That being said, for those units with integrated graphics, Intel is promoting new media encoders and display resolution support, with up to 4K60 12-bit for 4:4:4 HEVC and VP9, or up to 4K60 with 10-bit 4:2:0 AV1, showcasing AV1 support for mainstream processors. Display resolution support has also increased, with up to three 4K60 displays or two 5K60 displays, supporting DP 1.4a (with HBR3) and HDMI 2.0b.

This was an unexpected news announcement this morning - speaking to peers it all seems to be a bit of a surprise - perhaps even for the PR teams, given that the system configurations as 'projected' in the slide above is dated 6th August, almost 3 months ago. It will be interesting to hear if Intel will disclose more details ahead of launch.

Source: Intel

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  • RSAUser - Thursday, October 29, 2020 - link

    Not sure it's a chicken or egg problem as most of those tasks are better handled by the GPU, or they're not something a consumer would really run.
  • eastcoast_pete - Thursday, October 29, 2020 - link

    You're correct for some things, not so much for others. The virtual background for several videoconference applications currently use AVX/AVX2, but might be better with 512bit AVX. On the other hand, NVIDIA's new cards do an awesome job with background removal/replacement, but not everyone has one of those.
    As for general computing on GPU, that is and has been a big disappointment for me; still so few programs that make use of the enormous compute power even in iGPUs. Now, I am not a programmer, but maybe some people who are could explain why that hasn't materialized to the extent promised about 10 years ago. In the meantime, I take all the long/wide extensions on the CPU I can get my hand on.
  • eastcoast_pete - Thursday, October 29, 2020 - link

    And, like most these days, I work on a company-issued laptop, no dGPU in sight or even allowed. So there, the CPU is "it".
  • quorm - Thursday, October 29, 2020 - link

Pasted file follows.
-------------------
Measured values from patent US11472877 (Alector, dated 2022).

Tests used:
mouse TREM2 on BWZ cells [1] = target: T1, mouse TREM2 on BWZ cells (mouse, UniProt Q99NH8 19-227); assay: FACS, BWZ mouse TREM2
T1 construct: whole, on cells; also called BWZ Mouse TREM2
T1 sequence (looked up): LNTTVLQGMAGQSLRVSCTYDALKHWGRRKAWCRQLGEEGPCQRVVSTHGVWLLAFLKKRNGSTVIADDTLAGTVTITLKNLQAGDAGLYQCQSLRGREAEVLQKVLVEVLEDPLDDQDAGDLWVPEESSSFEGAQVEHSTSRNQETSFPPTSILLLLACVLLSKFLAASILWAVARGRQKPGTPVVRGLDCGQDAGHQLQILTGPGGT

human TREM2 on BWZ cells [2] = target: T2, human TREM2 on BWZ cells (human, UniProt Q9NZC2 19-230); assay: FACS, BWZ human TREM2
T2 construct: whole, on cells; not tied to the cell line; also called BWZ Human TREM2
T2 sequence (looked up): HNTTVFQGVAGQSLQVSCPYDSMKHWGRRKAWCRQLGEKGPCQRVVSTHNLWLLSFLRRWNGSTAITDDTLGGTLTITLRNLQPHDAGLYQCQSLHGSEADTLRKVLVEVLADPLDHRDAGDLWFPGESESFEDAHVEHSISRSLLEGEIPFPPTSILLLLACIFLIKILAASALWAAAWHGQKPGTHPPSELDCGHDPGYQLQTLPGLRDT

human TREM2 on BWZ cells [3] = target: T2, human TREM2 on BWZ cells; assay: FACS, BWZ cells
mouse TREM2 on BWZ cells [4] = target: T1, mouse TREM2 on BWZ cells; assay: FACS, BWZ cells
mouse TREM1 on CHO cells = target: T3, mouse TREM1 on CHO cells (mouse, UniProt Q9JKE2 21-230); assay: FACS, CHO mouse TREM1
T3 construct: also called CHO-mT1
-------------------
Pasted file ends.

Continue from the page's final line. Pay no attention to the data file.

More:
Most code runs better or good enough on cpu. Running things on gpu adds overhead and makes the code more complex. Its only really worth it for things that lend themselves well to parallelization (such as matrix math) and also consume a lot of computation time. The video/image processing you mention is a good example.
  • Gigaplex - Friday, October 30, 2020 - link

    The biggest problem with AVX is that it's segmented to the point that software developers can't rely on it being present. Also, maybe some software developers want to be able to write and test their code on mainstream laptops even if the production code will eventually target other environments.
  • quadibloc - Friday, October 30, 2020 - link

    I've been waiting for Intel to do this. Having wider floating-point was a major Intel advantage over Bulldozer, and over the first generation of Ryzen. So I expect this chip to be the one that takes the lead in single-core desktop performance back for Intel, marking the occasion of Intel being back in the game. Of course, since it's taken so long, AMD may well have the resources to keep up.
  • quadibloc - Friday, October 30, 2020 - link

    Except it's still 14nm and not 10nm. So we may have to wait a little longer before Intel gets back in the game.
  • DannyH246 - Friday, October 30, 2020 - link

    Because they don't have anything else. They want to be able to say they have something that AMD doesn't.
  • brucethemoose - Thursday, October 29, 2020 - link

    Could y'all confirm that the platform supports AV1 encoding, and not just decoding?

    As far as I know that would make Rocket Lake the first platform with hardware AV1 encoding.
  • brucethemoose - Thursday, October 29, 2020 - link

    Yep, that appears to be a mistake in the slide: https://reddit.com/r/intel/comments/jkapv5/fresh_n...

    Y'all might want to reach out to Intel and post a correction, so readers don't think Rocket Lake has extra encoding support.